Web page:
A year before, in the Lekki axis, Femi Segun, the polyglot son of an award-winning novelist, Mabel Segun, died from injuries sustained in a power bike crash. “The accident that took Mr. Femi Segun’s life was inside Millennium Estate, Lekki Scheme One, Lekki, Lagos, a few meters from where he and his family live. He rode on his power bike, rushing down to his daughter, Fikemi’s school, when he lost control of the machine and hit his head on a stationary vehicle,” Yeni Kuti, Segun’s ex-wife and daughter of the late Fela Kuti, had narrated. This was March 14, 2014. He died a week later. He was 55.

In a dated interview, Segun disclosed that his love for bikes and racing began as an undergraduate at the then University of Ife (now Obafemi Awolowo University). According to him, he started riding superbikes in his second year on campus in 1976.
“That was when I bought a Kawasaki 250cc. It was considered big in those days. After that, I began riding my friends’ Kawasaki Z1000cc. Super bikers come in different outlooks. But one common thing among them is their unique style, bravado, and love for adventure,” he had explained.

Indeed, there are many reasons why people like power bikes. It is a status symbol because of its cornering ability, handling, thrilling acceleration, and braking power. For others, especially in Lagos, it helps to ease traffic jams. But power bikes do not come cheap.
Just like automobiles, there are different kinds of power bikes, and their prices range from N600,000 to N10 million depending on the brand and specifications, technical performance, designs, frameworks, and outlook. Segun’s choice ‘machine’ which he rode about town was a ‘beast’ called Kawasaki ZX1400 Ninja valued at about N2 million then. Its current market value is about N4 million. It was described as about the second fastest sports bike globally, which does 1-100 kph in 2.5 seconds with a top speed of 320kph. There are many brands for sale in Nigeria, including Suzuki, Honda, Kawasaki, Yamaha, BMW, Ducati, and Harley-Davidson, described as the most expensive.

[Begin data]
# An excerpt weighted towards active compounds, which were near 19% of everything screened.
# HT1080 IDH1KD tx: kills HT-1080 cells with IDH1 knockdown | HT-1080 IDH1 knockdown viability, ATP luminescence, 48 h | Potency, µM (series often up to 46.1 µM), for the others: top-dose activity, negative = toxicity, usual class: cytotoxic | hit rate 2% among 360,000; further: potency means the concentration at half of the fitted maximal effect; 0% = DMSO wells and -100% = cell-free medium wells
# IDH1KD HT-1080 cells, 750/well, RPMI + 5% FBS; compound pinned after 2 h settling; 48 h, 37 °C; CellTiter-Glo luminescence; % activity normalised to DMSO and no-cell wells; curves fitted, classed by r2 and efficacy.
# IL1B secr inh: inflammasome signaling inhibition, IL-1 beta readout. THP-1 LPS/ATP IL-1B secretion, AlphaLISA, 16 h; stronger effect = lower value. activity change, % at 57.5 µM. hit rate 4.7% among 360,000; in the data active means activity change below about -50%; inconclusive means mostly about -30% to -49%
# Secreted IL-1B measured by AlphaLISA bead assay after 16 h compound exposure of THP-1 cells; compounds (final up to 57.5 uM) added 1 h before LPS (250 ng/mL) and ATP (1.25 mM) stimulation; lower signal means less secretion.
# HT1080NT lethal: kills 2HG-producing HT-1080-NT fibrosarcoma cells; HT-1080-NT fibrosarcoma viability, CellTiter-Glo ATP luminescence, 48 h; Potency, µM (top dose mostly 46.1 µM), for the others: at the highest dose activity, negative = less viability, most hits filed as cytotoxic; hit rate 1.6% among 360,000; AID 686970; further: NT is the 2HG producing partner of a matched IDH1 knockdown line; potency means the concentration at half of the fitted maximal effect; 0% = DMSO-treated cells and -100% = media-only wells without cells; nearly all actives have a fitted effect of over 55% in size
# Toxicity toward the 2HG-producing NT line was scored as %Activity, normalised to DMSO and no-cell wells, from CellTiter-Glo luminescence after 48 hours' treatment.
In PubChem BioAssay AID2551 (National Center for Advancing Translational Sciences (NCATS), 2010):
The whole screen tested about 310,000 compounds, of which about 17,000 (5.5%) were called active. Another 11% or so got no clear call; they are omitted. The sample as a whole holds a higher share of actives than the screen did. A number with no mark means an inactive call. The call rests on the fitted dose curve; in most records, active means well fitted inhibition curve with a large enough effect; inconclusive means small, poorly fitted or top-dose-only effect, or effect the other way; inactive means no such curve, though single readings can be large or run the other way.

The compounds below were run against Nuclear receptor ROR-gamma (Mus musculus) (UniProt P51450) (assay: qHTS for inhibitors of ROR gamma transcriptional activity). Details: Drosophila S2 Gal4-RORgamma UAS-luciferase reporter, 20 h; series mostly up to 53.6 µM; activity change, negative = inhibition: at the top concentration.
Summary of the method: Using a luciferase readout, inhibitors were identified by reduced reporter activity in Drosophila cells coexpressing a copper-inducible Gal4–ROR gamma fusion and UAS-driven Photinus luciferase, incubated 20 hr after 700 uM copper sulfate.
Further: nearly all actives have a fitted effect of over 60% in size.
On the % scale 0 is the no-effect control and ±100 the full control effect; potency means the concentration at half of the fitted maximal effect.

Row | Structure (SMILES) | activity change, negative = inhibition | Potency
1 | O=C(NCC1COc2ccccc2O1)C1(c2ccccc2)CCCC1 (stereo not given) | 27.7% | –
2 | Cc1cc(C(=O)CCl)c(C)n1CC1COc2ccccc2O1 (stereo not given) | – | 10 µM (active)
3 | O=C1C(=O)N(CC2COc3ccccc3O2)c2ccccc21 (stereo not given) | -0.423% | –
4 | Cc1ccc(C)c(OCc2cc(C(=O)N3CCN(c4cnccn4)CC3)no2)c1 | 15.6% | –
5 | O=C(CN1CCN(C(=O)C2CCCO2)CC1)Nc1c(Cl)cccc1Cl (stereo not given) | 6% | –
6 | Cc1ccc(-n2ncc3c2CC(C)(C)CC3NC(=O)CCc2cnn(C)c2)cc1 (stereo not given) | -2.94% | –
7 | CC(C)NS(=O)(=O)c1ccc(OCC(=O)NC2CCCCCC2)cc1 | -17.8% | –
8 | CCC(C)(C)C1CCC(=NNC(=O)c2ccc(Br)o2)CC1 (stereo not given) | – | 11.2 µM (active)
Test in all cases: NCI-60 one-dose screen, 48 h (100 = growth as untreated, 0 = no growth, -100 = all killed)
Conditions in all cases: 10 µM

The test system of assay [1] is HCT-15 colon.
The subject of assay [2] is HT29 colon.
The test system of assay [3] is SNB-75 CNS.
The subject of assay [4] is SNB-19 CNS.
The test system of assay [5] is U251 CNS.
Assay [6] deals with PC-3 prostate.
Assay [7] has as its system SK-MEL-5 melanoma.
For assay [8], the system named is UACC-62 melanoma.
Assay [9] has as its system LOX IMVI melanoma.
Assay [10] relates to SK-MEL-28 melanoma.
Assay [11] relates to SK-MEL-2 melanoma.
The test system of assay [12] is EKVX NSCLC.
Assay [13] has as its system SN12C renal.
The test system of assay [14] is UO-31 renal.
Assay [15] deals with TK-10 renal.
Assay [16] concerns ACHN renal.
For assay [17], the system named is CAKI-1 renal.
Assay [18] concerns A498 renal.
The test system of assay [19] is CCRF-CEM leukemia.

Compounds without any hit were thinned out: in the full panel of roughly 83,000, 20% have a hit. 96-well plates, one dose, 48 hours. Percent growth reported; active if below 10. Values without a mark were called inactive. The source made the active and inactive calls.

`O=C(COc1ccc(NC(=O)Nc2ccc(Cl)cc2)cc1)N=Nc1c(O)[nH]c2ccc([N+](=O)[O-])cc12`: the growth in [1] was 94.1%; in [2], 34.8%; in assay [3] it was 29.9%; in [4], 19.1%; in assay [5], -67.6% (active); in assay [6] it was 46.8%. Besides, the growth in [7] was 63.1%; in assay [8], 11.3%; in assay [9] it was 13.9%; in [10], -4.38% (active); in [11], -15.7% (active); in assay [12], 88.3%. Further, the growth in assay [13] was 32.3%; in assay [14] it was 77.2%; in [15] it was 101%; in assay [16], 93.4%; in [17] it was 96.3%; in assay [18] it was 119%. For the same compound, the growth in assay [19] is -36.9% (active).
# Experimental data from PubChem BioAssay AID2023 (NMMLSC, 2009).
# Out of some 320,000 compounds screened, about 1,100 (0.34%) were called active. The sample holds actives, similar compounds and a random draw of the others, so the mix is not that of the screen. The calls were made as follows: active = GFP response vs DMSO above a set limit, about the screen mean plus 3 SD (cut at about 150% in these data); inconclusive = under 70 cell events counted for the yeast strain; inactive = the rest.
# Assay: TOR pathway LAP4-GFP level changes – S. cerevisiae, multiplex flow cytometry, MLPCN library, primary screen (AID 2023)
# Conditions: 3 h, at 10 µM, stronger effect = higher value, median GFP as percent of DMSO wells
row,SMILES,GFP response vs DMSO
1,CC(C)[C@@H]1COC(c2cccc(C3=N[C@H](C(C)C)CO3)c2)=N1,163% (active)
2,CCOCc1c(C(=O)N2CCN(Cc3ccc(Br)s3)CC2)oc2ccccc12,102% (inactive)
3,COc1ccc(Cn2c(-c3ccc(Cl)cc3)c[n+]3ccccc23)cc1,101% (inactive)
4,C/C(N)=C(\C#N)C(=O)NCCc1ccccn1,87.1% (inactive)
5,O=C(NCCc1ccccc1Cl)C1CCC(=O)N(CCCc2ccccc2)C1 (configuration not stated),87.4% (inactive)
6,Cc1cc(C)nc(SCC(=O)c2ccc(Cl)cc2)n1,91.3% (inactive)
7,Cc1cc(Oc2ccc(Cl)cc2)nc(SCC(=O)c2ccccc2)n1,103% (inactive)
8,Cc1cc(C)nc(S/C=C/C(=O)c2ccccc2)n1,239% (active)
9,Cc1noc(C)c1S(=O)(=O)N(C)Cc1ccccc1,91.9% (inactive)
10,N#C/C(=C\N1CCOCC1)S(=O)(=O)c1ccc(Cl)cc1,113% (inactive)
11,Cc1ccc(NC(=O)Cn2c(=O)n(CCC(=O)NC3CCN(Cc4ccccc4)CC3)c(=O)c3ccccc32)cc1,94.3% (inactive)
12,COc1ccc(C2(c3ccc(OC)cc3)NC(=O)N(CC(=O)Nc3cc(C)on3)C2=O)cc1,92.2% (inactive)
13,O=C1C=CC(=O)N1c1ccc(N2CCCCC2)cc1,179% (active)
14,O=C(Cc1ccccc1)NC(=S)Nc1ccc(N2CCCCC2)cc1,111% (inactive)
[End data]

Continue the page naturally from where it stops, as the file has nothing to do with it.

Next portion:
Despite the pricey nature of bikes, thrill-seeking youngsters consider riding them as a pastime. Some even have clubs where they meet other individuals with whom they satiate their passion for adventures. There are male-dominated clubs like the Ride Easy Motorcycling Club, aka REMC, incorporated to offer and seek opportunities for people willing to be riders and established riders to improve their skills through the exchange of experiences and knowledge. They organise road trips, meet-ups and give back to society through monthly charitable projects at orphanages. There is also the 09MC, dedicated to promoting motorcycling through social engagement and responsibility and by sharing the personal accounts of its members’ self-discovery, individual growth, and biking mastery. The 09MC was built to dispel misconceptions about power bikes and riders, engage in social-community responsibility activities, and support and elevate the aspiring rider.

In 2017, Jeminat Olumegbon, an events manager in Lagos, set up the Female Bikers Initiative (FBI) with her friend, Nnenna Samuila. Olumegbon, otherwise known as Speed Diva, said, “A bunch of us, bike riders, came together because we knew when we ride, we draw attention to ourselves, so we used that as a form of communication starter, especially in rural areas.”
She disclosed that within the first three years that the initiative took off, it ran some programmes to confront socio-cultural barriers set against women in Nigeria, but none is more resonant than the group’s campaign against breast and cervical cancers. Other female clubs include D’Angels and Amazon Motorcycle Club.
So, while for some power bike aficionados, riding is purely fun, others have found worthier causes to achieve with the attention that it brings.